Only his later work, largely based on deconstructionist ideas (though by no means discontinuous with his earlier phenomenological-existentialist writings), comes close to such an achievement. Let me begin my discussion of de Man's pre-deconstructionist work by taking a look at the dialectic of blindness and insight which he claims to have detected in the work of fellow literary critics and philosophers and which is the hallmark of the critical work produced during this phase. (Williams, Raymond 54)
The Romantic Period in history is generally dated 1780-1820 it is the concern of romantic writers to write about elements like nature, imagination and emotion. This era occurred due to the enlightenment with tended to value judicious and factual thought. This era begun with a literary category which attempts to explore more psychological issues of feeling, and emotion which many found to be obsessed with oneself in other words it places selfness first.
Austen published her first novel which is concerned with balancing the needs of society with the needs of the individual and she casts a cynical eye on the extremism of a movement known as the Sentimentalist, which had much in common with the Romantics. She does not mention any of the Romantic poets who were popular in that day with the exception of Walter Scott. (Watt, Ian 10)
The story is centered on two heroines, two sisters, who are opposite in nature. Elinor, the eldest sister, is a practical woman who feels deeply, but is vigilant in keeping her emotions in check. She understands that the needs of the individual cannot run roughshod over the needs of society. Yet, she is emotionally healthy and is able to care for her own needs.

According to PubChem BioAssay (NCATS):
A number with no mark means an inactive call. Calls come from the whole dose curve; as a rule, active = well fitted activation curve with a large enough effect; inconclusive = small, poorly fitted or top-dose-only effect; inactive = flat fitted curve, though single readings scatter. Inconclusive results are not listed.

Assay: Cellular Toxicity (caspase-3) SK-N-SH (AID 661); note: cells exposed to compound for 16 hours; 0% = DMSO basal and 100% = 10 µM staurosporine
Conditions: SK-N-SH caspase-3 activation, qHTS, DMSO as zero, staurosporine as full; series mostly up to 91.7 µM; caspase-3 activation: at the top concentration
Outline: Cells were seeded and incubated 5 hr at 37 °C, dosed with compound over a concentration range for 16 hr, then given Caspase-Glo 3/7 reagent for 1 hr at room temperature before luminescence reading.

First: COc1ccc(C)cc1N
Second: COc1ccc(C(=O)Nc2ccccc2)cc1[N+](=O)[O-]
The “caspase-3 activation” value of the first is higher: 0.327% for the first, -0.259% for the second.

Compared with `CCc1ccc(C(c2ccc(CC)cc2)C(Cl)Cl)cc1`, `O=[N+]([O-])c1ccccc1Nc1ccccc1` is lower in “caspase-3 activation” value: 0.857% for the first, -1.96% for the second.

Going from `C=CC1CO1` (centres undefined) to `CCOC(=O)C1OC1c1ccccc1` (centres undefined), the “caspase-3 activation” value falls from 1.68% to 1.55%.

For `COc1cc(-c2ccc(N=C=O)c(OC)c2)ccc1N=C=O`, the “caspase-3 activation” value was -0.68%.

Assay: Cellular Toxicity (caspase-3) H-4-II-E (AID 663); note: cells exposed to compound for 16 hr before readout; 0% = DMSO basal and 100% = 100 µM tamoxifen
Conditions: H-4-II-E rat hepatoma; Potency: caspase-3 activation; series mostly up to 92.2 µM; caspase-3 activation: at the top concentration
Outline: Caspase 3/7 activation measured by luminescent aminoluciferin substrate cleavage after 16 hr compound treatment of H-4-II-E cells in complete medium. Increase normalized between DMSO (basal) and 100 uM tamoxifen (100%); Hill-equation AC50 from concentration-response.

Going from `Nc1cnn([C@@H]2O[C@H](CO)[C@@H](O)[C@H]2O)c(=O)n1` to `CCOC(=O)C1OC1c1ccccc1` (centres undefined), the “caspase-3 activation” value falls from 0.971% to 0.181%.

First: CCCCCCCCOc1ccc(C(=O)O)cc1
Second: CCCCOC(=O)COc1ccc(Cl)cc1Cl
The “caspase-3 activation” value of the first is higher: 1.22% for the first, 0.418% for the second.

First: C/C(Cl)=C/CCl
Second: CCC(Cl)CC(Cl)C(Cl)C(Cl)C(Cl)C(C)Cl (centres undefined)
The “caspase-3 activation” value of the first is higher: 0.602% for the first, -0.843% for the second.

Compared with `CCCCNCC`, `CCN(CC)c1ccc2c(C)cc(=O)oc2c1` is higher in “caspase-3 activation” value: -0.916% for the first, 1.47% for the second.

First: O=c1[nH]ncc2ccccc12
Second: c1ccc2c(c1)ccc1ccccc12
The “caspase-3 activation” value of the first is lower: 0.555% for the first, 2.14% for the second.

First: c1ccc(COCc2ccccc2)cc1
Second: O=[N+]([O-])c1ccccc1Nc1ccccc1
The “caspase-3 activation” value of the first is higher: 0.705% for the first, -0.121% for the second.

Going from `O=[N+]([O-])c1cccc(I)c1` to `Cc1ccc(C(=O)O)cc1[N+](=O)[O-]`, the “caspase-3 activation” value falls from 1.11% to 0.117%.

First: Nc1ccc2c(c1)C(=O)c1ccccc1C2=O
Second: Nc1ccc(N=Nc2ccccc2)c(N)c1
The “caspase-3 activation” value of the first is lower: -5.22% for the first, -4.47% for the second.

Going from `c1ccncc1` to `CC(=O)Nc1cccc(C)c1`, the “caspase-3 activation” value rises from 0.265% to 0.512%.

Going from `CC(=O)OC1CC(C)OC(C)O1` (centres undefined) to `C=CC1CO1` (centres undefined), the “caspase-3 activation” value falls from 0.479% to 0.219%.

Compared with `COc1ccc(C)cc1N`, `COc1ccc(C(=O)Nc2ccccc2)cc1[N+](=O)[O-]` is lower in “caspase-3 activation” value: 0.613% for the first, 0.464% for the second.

Marianne, on the other side actualizes her Romantic soul. She feels that to control any emotion is damaging to the self in the end we see that just as Anne Elliot, in alluring, she was a slave to the society more than Marianne, at the opposite end of the social spectrum becomes just self annihilating in a different way. Next week we will delve deeper into the novel and into the character of these two very different sisters who represent 18th century society.
Symbolism is not the main style in Austen's writing. Although there are some things in her novel that are somewhat symbolic for example, how Marianne's passionate music or Elinor's careful, precise drawings express their personalities, nevertheless they're not exactly symbols. In essence, Austen is concerned with character; she doesn't spend much time describing things and their meanings, but rather she chooses to focus on the purely human aspects of the story.
Theme of Romance
In Jane Austen's book Sense and Sensibility, Marianne --the affectionate Dashwood sister is often badinaged by the narrator and her sister Elinor for being over-Romantic. In the introduction part of the book, Marianne is described as the one who is astute and brilliant, but eager in everything; her agony and her relief have no moderation. She is generous, affable and amusing: she is everything but judgmatic." Marianne is intense and passionate in everything she does, and is so exaggeratingly emotional, that by modern-standards she would be the quintessential drama-queen. Marianne has taken the ardent, fiery emotion delineated in Romantic poetry and integrated it into her own personality and life. Marianne has become a living work of Romantic art, but through the course of the novel, Marianne learns that she must be sensible and pragmatic to function in the real-world.
Edward is a good-hearted, respectable, but albeit shy young man who earnestly loves Elinor, but he only engages in as much emotion as conventionally proper in 18th century society. This does not satisfy Marianne... But then again, nothing does. (Troost, Linda, and…[continue]